Valdosta Daily Times

Local Sports

April 5, 2014

In her sights

Albritton is making her mark on GSC record book

VALDOSTA — As she begins a full-on assault of the Gulf South Conference record book, Courtney Albritton has a simple philosophy about it.

She doesn’t care.

The Valdosta State junior star already ranks in the top 10 of five different career categories as the No. 17 Blazers host rival Alabama-Huntsville, ranked No. 9, this weekend in a three-game series at Steel’s Diamond. The series begins with a 1 p.m. doubleheader today and concludes with a 1 p.m. game Sunday.

Still, while she sits just three home runs behind the career leader — UAH’s Stephanie Pinto who hit 57 from 2004-07 — she isn’t paying it any attention.

“With records, I don’t even think about it,” Albritton said. “I’m just playing the game and trying to win.

“It hasn’t crossed my mind. I don’t want to think about it.”

But what Albritton has done in her Blazers career is hard to miss. She has twice been named the conference’s Player of the Year. The Tiftarea Academy product has also been named an All-American in both of her years at VSU.

So far this year as a key cog in the Blazers’ 31-9 start, she has picked up where she left off.

“I knew her before she came here and that’s why I recruited her,” VSU coach Thomas Macera said. “I knew she could do it.

“There was no surprise in what she was going to do once she got here.”

Albritton is hitting .416 with 18 home runs, 53 runs scored and 41 RBIs this season. She hit .417 last season after a .432 average as a freshman. She has already surpassed her 16 home runs in 2012, and right behind the 20 she smacked last season, when she tied a conference record with 77 runs scored a year after scoring just 74.

Consistency has been her trademark.

She credits that to the help around her.

“I know I could never do it without all of my coaches and team support, too,” Albritton said.

And to a point, it’s true. During Macera’s nine years at the VSU helm, the Blazers have been known for their potent offenses. Offenses aren’t nearly as good without big bats throughout.

“No, they can’t pitch around here because you have Shelby (Altman) hitting right behind her that’s hitting .390,” he said. “And then you have Kiley Rusen hitting behind her that’s hitting .380. Who are you going to walk? You can’t walk them all. When you can protect hitters like that, somebody has to get pitched to.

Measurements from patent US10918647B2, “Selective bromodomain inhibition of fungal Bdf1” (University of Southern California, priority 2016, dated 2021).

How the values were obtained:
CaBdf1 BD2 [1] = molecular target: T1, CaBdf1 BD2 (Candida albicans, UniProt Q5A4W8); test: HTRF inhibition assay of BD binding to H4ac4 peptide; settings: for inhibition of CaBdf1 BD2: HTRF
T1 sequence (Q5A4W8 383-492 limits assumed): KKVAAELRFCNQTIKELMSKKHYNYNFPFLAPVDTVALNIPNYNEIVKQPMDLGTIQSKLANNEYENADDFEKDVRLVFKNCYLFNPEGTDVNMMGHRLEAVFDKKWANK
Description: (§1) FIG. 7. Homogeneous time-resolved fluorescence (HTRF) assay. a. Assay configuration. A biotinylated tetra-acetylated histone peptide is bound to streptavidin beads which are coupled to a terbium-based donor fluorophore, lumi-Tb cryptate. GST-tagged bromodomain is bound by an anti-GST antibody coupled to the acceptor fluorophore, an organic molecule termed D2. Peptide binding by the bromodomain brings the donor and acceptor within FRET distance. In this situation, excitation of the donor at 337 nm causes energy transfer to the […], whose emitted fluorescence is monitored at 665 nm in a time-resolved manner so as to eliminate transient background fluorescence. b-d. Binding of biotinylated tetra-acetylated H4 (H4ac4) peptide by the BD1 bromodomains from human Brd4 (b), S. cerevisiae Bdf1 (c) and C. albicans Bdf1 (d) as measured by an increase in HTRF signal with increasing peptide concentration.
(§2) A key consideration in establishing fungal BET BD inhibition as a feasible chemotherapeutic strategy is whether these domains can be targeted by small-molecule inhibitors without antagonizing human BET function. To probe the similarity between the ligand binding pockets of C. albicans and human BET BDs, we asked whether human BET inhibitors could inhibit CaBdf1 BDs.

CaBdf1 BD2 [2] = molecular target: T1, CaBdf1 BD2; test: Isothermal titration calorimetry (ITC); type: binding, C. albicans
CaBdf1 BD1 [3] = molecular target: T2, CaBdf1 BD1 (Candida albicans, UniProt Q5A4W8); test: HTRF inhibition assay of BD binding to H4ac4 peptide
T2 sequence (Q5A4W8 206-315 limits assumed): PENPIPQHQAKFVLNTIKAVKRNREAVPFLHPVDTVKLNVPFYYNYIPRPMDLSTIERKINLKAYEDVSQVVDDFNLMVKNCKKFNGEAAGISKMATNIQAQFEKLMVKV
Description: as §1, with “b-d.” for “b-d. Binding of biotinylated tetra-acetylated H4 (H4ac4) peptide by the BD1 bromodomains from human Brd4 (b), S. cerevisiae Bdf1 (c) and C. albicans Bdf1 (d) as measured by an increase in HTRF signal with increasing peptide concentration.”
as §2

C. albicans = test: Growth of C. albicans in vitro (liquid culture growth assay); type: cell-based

“And they still pitch around her. They’re not intentionally walking her, they’re hoping she’ll chase something. But then what happens is somebody flattens a pitch out and she just doesn’t miss.”

One of those big bats that thrived under Macera’s tutelage was Marti Littlefield, now a graduate assistant with the Blazers. She is also one of the names Albritton is chasing throught the GSC record book, where she already resides in the top five in four different career categories. In addition to being third in home runs — Littlefield hit 56 from 2009-12 — Albritton is also currently third in batting average (.423), second in slugging percentage (.811) and tied for fourth in runs (204). She is also eighth in total bases with 464.

“Marti had a great career here,” Macera said. “She’s a two-time All-American. Marti put 25 home runs up in one season. Marti was a very, very good player. We’ve had great players here throughout my nine years here. Every year we’ve had great players. Every year we’ve had All-Americans.

“We work hard here. The girls buy into what we’re trying to do here and they put the time in. And again, you’ve got goodplayers. With the fanbase we have here and the support softball has here, it’s easy to recruit to. And when you hit year in and year out, that’s what we’re known for. And it’s a cumulative effect. They come here because of our track record then they work hard and produce like we know they can.”

Littlefield leads that total bases category as well as two other career columns and three more season ones. Her guidance has been instrumental to Albritton’s success as well.

“She’s been very supportive since the very beginning, her and (fellow grad assistant) Colette (Rollins) both,” Albritton said. “They’ve helped me a lot.

“When you have those slumps and stuff, they’re always the first two there to pick you back up.”

Still, the biggest reason for the stellar career of the shy Albritton is her immense talent. While she is quick to credit everybody else, Macera will sing her praises for her.

“She’s just a good player,” he said. “She’s just a really good player at a good program.

“You have to understand she’s just a marquee player. She’s a top player in the country. Not just at Valdosta State but in the country. She’s one of the best players in Division II softball. That’s why.

“She works hard. She puts in the extra work on her time, and all of that adds up to her success.”

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